A stretch of Broadway in Somerville near where a bicyclist was fatally injured Friday. (Photo: Arah Schuur/Somerville Bicycle Safety)

Somerville will add protected bike lanes on each side of Holland Street, where a bicyclist was killed Aug. 12, said the city’s mayor, Katjana Ballantyne, said in a statement posted Thursday. 

“I inherited a design that did not include protected bike lanes for the full length of Holland Street. As mayor, I have a unique opportunity to save lives by changing the design. I am determined to take that opportunity,” Ballantyne said. ‘I have directed city staff to prepare a new plan.”

Stephen Conley, 72, was riding west at 1055 Broadway near Somerville’s Teele Square at approximately 11:20 a.m. Aug. 12 when the driver of a Land Rover opened the driver-side door into him, according to the Middlesex District Attorney’s Office – a form of injuring cyclists call “dooring.” Conley was taken to Massachusetts General Hospital, where he died from his injuries the next day.

Ballantyne

The stretch of road where died has bike lanes marked off by paint, but not protected by physical infrastructure or engineered to avoid dooring incidents.

The new bike lanes would stretch from Teele Square to Buena Vista Road, including the west section of Broadway. and be implemented this fall to accompany “long-scheduled paving” of Holland Street, Ballantyne said. But the move will need formal approval from the city’s Traffic Commission; a public meeting was promised for late September with opportunity for public comment.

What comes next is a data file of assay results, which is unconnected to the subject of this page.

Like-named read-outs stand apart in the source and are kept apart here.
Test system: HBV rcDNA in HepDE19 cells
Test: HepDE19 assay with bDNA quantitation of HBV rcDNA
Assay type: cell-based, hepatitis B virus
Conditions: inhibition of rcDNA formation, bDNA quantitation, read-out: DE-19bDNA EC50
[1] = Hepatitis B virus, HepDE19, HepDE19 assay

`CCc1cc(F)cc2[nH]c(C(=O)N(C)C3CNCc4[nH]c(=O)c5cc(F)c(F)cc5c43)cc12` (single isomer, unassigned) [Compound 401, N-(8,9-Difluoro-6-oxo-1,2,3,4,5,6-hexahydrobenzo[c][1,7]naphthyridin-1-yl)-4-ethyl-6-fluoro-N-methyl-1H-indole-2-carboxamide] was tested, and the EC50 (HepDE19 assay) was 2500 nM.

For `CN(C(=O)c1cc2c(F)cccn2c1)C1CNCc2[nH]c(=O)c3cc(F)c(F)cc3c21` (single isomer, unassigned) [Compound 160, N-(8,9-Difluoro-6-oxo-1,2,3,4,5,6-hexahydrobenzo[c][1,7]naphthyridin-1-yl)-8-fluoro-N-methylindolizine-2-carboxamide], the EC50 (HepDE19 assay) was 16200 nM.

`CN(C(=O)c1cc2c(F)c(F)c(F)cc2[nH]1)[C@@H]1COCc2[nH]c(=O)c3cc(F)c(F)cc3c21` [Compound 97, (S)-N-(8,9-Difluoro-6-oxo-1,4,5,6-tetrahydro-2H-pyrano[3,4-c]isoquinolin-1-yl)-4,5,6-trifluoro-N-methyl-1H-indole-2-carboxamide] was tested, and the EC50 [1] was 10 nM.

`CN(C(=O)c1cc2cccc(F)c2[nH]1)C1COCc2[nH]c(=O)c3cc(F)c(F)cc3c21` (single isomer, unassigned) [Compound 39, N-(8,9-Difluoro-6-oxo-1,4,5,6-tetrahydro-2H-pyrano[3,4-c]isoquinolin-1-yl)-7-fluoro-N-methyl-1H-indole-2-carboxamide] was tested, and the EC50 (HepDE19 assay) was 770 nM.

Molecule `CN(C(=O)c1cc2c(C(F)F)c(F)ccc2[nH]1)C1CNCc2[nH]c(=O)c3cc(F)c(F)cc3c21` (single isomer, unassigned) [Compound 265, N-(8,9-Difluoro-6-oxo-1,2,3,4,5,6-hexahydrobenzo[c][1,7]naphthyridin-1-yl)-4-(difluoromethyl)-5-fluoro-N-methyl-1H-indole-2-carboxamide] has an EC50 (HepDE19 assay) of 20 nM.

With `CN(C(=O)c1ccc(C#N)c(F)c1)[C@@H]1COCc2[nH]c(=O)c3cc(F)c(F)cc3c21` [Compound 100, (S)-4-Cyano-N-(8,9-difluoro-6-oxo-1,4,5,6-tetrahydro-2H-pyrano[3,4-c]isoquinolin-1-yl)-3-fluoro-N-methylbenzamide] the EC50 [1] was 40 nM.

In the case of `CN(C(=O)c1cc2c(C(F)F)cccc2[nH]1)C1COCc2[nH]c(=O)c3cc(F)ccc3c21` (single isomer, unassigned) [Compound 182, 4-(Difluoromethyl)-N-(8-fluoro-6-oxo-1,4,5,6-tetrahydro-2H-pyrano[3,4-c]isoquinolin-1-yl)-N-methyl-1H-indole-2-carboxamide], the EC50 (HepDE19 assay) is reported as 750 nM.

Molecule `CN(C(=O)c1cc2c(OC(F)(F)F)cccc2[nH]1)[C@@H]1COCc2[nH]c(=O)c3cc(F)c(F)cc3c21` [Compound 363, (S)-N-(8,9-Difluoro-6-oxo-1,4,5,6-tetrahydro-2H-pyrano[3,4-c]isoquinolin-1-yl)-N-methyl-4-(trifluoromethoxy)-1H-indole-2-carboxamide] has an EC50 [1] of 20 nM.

Bike advocates supported the proposal of lanes as “practical,” considering the repaving of Holland Street this month and roadwork scheduled for Broadway in 2024.

“We appreciate Mayor Ballantyne’s thoughtfulness on this issue. The mayor’s decision prioritizes people’s lives while accommodating the practicalities of implementing streetscape changes,” said Arah Schuur and George Schneeloch of the Somerville Bike Safety group. “Protected bike lanes would have prevented the fatal crash which occurred last month when a driver opened their door into the unprotected bike lane, striking a person riding by.”

The group encouraged Somerville’s City Council and Mayor’s Office to go further and pass a “safe streets” law ensuring the implementation of a network of protected bike lanes according to a timeline – similar to one passed in Cambridge in 2019 and 2020 but embroiled in legal actions over the loss of parking spaces – and to “make needed pedestrian and [Americans with Disabilities Act] safety improvements in our city.”